Making the most of our Contribution Policies

Hello people.

It seems that sometimes there are a few aspects of JME being worked on the repository, which makes a few classes not recommended for public adoption yet.

Also, I think we could benefit from a couple of policies for contributions like:

  1. Obligation Strong recommendation of reviewing/adding Javadoc for every modified/added class. Including all methods and fields. If a method or field is inherited, it’s fine to reference the parent method. If the code is complex, it should be explained internally too (not only what it does, but how it does it).

  2. A few suggestions we could add:

    3.1) If possible. Signal if the class is designed for inheritance, if it is known to be thread-safe or no thread-safe… and if it is stable (i.e. it is not known to need modifications). A simple paragraph for the class Javadoc will do it: "<p>This class has not been designed as thread-safe. Changes are expected to the constants, as they should be replaced for Enums.</p>"

    3.2) Shall any implementation be fautly, add //TODO: or //FIXME: notes accordingly.

    3.3) Reference examples, tests and related classes using @see Javadoc annotations and proper hyper-linked documentation.

    My suggestion is that we start being very picky with undopcumented classes and commits. It may take only 10 minutes the first time, and the benefit will be huge. We shouldn't be afraid of adding as much documentation as possible to every class, cross-referencing related systems and going down to the basics as much as possible. Even including examples and/or references to the appropriate tests. We shouldn't accept commits without the corresponding Javadoc and internal documentation. We should validate all documentation for each commit.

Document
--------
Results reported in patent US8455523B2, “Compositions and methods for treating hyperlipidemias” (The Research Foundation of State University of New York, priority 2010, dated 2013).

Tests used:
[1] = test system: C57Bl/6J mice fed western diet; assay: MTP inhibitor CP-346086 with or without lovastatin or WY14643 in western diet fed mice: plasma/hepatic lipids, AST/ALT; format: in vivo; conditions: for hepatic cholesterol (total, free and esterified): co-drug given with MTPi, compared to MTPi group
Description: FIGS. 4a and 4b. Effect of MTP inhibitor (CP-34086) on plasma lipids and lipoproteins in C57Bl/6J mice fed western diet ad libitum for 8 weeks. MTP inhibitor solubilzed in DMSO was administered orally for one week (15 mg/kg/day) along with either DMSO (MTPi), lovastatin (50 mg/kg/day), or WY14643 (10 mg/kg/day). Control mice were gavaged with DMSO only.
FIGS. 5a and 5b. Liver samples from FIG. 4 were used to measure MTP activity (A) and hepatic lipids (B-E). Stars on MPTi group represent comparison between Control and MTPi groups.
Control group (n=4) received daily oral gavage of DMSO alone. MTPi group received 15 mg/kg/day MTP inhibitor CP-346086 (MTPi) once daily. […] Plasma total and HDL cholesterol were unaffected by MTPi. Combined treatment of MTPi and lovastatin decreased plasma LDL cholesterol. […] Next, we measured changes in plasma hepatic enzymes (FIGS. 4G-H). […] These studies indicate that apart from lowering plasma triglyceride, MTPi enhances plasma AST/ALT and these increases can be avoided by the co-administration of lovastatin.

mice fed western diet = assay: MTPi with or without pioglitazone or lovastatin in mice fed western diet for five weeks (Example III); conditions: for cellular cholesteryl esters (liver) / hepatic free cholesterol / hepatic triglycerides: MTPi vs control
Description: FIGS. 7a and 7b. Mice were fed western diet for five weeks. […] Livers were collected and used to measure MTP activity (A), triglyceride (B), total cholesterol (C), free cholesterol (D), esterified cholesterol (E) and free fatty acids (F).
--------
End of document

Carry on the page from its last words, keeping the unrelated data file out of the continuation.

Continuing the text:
I can imagine this will not always be possible to do, but in the end patches will follow the same process they follow now to be approved, with us just being more demanding about documentation.

    I think there is a great benefit in being a bit more strict about this… and it's also considered a best practice.



On a (somewhat) related note: I think that we should have a preferred policy for deprecating API, e.g. the old integer constants that have been replaced by enums.

I'd like to suggest that we mark in the deprecation comment when a feature will be removed, something like:

@deprecated this method will be removed on or shortly after 2009-06-15, please use {@link #fooBar(String)} instead.

where the date should be in the not too distant future (say 3-6 months, depending on the feature in question).

Obviously this will vary depending on the release (e.g. once we have a FINAL for a specific version we probably shouldn't remove stuff until the next major version number bump, but I'm talking about trunk development here).

Thats good. Makes it easy to tell that its been deprecated long enough and can come out.